Reviving a Wordpress Plugin and Building Competency

As a fun little aside, I decided to resurrect a 'dormant' Wordpress plugin that enables support for including every comment system, ever, in tabs.

The plugin is called Comments Evolved for Wordpress, and was originally called gPlus Comments before adding support for tabbed comments from Facebook, Disqus, Livefyre, Trackbacks, and native Wordpress.  Judging by the 60,000 downloads from the official site, it's been pretty popular.

The plugin hadn't been updated for about a year, and users were complaining that it didn't yet display comment numbers and didn't offer a way to link the Facebook portion to a Facebook App ID, which meant that there was no way to moderate Facebook comments.  This was especially a problem for those seeking to monetize their sites, because many advertising services won't work with sites that can't moderate their own comments.

(You probably know how I feel about site monetization, but there are plenty of other reasons you might want to link all of your comment boxes with a single App ID.)

The Motivation

It's nice to have one programming language that you're very comfortable with for everyday projects—kind of like the one knife you always reach for when you're hacking stuff up in the kitchen.  For me, that's Python.

That said, I think there's also a lot of value in learning how to read, interpret, troubleshoot, and successfully modify code in a variety of different languages.  A lot of stuff on the Internet is half-built and partially broken, and there is inevitably "some assembly required" to get it to work in your particular context (fellow Linux users know what I mean!).  Digging through other peoples' implementations can also be a good learning experience.

Wordpress is not a platform I'm particularly comfortable with.  I've combined a custom Wordpress install with a variety of plugins and other web services to build neat academic journal article aggregation tools for work, but none of my personal blogs run in Wordpress and I've never attempted to build or modify an extension.

So what the heck!  I pulled up StackExchange and the Wordpress documentation and took a shot at it.

The Fix

Fortunately, Brandon Holtsclaw, the original designer, was cool enough to put the source on Github.  When a project's on Github, making changes is just a matter of "forking" the repository of interest, making some changes, and submitting a pull request to reintegrate the changes.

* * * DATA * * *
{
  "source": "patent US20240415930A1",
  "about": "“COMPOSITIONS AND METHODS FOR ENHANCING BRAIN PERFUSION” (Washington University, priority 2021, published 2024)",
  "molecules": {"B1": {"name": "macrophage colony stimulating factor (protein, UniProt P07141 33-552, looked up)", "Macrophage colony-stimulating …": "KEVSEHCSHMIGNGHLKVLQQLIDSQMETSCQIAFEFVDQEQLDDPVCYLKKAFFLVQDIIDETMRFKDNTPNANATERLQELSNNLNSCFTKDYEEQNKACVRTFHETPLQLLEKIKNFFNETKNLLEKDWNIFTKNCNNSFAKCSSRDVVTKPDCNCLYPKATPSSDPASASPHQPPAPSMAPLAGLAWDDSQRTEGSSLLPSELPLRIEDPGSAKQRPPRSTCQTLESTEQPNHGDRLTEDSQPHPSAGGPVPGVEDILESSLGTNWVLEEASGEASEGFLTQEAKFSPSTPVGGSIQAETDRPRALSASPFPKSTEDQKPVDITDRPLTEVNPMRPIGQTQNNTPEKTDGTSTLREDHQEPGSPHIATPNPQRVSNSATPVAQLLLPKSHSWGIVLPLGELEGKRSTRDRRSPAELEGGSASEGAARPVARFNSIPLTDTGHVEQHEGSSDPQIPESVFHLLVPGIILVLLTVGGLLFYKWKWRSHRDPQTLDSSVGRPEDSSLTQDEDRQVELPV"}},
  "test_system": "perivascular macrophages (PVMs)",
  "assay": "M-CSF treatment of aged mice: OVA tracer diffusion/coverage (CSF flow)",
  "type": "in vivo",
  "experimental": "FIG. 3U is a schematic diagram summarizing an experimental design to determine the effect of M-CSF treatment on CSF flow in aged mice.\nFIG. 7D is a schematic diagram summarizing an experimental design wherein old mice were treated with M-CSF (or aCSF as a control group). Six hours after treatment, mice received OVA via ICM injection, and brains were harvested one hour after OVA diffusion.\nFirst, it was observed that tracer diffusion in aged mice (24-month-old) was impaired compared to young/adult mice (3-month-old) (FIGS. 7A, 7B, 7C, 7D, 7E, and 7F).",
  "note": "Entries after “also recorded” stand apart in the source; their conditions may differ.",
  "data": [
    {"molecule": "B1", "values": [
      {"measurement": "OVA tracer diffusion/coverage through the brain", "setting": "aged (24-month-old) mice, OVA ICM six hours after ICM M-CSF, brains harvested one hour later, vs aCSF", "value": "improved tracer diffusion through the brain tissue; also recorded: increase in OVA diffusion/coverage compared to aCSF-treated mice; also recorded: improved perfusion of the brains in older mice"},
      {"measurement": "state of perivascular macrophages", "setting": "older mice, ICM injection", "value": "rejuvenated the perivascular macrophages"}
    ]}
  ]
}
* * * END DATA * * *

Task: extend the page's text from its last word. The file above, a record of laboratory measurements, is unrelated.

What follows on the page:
(Git and Github are great tools!  Never lose 10 hours of paper edits again.  Sign up with a .edu account, and you even get free private repositories!  If you're not comfortable in the command line, they have slick graphical tools for Mac and Windows)

I figured out the general plugin structure, re-remembered a little bit of PHP, and modified the plugin to accept a Facebook App ID.  While I was at it, I cleaned up the documentation and attempted to fix some weird tab loading behavior in Firefox.

Everything seems to be working fine in Wordpress 4.0, so I submitted a pull request to integrate my changes back into the original plugin.

If you just want the plugin .zip to upload, you can get it here. You'll need to remove the existing Comments Evolved plugin in order to install it.

You can see it in action on this WordPress test site.

The Challenge

The only way to get better at solving problems is to solve problems—that's just how the brain learns!

Becoming a competent problem-solver is therefore all about experience.  You don't earn it by passing a test or receiving a degree; you learn it by finding things that interest you and constantly pushing yourself to experience, understand, and do more.

This often means doing things that "aren't your job" or "aren't strictly necessary"—don't let a needlessly overconstrained vision of who or what you are hinder your progress toward who you are becoming.

We all have 168 hours per week to spend.  Every day, you make decisions about how to use your time that always, inescapably, add up to 1,440 minutes.

This week, use some of those minutes to try something new:  Take a different path on your walk.  Read some weird Wikipedia pages.  Cook something you've never cooked before.  Start a website, or a book, or some art.

Make some new connections in your brain every week, and within a few years it's inevitable that you'll have a collection of knowledge, skills, and perspectives that are uniquely your own.

Spend that time repeating the same old things, paying others to do everything for you, soaking up advertisements and lowest-common-denominator mass media, respecting authority and carefully coloring inside the lines... and just don't be surprised by the substance of the life that you create for yourself.